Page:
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Guest Opinion: Start With Research for On-Air Success in DRTV

11 Jul, 2010 By: Doug Garnett Response

One of my employees recently attended a talk by the head of a large brand DRTV agency. This executive claimed that there is no reason to do research early in a project. Why? It hasn’t helped increase success at his agency.

That’s a stunning admission for a brand agency. Early research is thoroughly proven to increase results. My team uses it to deliver success in nine out of 10 campaigns.

At the same time, I’m not surprised by his comments. Tapping the power of research in advance of a project requires a sophisticated sense of communication. Too many DRTV decisions are made by production teams that aren’t trained in these advertising skills.

Trial-and-Error is Not Research

There’s a seductive argument given for skipping early research that goes something like: “Consumer research is conducted in an artificial situation, so it can’t be trusted. What we can trust is whether people buy the product. Therefore, the only reliable test is an on-air test.”

Let’s be brutally honest. On-air testing tells us nothing about why a campaign did or didn’t work. Even worse, by the time you’re on-air, you can’t afford to fix the creative because you’ve already blown your production budget.

Early Research Has the Most Impact

Research money should be spent when and where it can make the most difference. Early in the project, it can guide big issues: messages, creative approaches, production styles and the offer. Early research also builds critical guidelines for thousands of quick decisions about scripts, testimonials, actors, staging, graphics and directorial choices — decisions that make the difference between success and failure.

Avoid Common Research Mistakes

One reason many DRTV agencies avoid early research is that they don’t know what to do with it. Some firms even conduct research to please their clients despite knowing their own teams will never make use of it.

Testimonial development teams may want to do your research but take care. These firms specialize in getting consumers to say what you want them to say. Research requires listening to what consumers think and feel — even hearing things you may not enjoy.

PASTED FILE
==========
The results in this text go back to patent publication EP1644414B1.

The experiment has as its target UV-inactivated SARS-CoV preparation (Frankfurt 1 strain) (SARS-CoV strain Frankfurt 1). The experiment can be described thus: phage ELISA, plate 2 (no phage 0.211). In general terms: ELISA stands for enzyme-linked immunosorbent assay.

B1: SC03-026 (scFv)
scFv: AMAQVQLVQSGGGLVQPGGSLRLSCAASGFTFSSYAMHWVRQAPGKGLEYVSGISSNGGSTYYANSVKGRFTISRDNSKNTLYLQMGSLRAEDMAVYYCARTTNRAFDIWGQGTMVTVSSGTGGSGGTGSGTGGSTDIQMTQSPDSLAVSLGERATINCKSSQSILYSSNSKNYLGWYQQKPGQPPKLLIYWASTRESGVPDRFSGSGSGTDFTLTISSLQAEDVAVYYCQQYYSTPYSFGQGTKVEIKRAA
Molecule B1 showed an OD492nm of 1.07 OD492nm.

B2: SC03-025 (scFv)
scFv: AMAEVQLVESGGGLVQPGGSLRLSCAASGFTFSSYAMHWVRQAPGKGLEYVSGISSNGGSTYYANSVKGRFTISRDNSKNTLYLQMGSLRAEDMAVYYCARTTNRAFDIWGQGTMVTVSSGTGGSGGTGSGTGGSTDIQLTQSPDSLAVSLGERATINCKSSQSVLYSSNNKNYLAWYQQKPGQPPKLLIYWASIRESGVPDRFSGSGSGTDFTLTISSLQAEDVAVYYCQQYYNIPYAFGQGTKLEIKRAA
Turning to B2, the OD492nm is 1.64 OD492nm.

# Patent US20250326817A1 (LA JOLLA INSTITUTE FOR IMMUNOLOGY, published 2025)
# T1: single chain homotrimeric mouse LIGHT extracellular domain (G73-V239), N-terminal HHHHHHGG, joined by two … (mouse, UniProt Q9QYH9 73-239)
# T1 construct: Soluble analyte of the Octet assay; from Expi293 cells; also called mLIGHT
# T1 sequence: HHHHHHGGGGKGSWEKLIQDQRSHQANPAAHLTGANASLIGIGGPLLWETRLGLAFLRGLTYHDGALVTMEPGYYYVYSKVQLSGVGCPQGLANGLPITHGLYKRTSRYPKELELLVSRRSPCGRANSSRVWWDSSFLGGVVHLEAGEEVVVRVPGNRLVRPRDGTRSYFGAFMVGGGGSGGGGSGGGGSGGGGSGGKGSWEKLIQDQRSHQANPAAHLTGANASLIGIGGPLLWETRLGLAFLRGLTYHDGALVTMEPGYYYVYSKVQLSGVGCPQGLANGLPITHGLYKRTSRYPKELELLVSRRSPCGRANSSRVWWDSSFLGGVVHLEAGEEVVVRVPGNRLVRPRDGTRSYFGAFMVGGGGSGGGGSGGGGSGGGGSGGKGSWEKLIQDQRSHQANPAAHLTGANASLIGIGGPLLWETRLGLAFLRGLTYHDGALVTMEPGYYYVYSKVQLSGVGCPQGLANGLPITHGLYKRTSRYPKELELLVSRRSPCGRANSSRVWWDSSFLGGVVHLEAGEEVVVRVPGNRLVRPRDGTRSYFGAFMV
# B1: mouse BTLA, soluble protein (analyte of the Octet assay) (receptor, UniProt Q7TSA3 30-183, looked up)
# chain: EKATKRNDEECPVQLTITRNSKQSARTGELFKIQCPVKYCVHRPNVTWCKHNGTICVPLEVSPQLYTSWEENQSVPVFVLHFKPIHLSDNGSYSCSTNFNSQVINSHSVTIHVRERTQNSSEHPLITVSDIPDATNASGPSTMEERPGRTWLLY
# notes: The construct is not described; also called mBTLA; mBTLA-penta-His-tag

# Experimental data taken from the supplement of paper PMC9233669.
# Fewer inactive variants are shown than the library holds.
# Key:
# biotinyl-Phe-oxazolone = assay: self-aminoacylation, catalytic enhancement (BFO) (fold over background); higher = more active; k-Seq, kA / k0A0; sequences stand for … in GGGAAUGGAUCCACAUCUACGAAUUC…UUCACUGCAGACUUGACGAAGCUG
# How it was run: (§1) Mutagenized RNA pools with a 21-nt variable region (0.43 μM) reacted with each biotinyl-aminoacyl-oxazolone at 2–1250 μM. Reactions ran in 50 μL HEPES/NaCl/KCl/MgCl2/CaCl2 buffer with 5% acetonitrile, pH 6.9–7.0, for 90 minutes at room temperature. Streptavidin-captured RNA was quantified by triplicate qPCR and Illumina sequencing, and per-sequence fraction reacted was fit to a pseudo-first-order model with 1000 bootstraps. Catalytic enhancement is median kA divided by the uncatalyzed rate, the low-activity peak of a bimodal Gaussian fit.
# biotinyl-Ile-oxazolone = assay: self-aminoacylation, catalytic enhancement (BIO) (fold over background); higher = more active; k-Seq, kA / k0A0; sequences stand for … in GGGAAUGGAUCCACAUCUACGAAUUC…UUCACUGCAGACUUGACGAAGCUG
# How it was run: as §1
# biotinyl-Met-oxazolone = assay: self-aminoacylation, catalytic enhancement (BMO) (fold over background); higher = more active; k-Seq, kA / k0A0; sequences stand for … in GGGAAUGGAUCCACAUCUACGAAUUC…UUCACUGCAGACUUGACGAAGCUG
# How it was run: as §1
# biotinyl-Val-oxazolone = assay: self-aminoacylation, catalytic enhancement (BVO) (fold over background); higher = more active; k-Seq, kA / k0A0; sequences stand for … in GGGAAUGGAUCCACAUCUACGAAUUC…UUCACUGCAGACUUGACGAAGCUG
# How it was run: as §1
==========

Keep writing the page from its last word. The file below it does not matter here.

Some agencies take shortcuts, like having account execs lead focus groups — often in the agency lunchroom. In this case, your agency is likely to hear exactly what it wants to hear, not the challenging truths that are critical to success.

The most pervasive research errors I encounter are with dial groups. Producers love dissecting their finished work frame-by-frame with the detail found through dial groups. Sadly, this detail rarely matters. DRTV fails because of big issues: how the product is presented, the credibility of the presentation, the value it claims to deliver and how meaningful this is to consumers.

Learn Your Way to Success

Early research can’t guarantee success — nothing can. But dedicating a portion of every budget to learning from consumers increases your chances dramatically.

Brand clients often assume their existing studies will work for DRTV. But general brand research usually can’t give us the insights we need for DRTV success. The most useful early learning comes from qualitative work. Surveys offer concrete answers. But only methods like focus groups reveal the heart and soul of the consumer.

Research Can Make It Right the First Time

Too many clients come to us with failed campaigns that were created by agencies that reject early research. Most of these products should have been successful. But it’s often too late, because wrong assumptions have made the work unsalvageable and clients can’t afford to pay for dramatic changes.

So when an agency tells you that early research isn’t productive, they’re really saying that it doesn’t know how to use it. And that means you should pick up the phone and find one of the excellent DRTV agencies that does.


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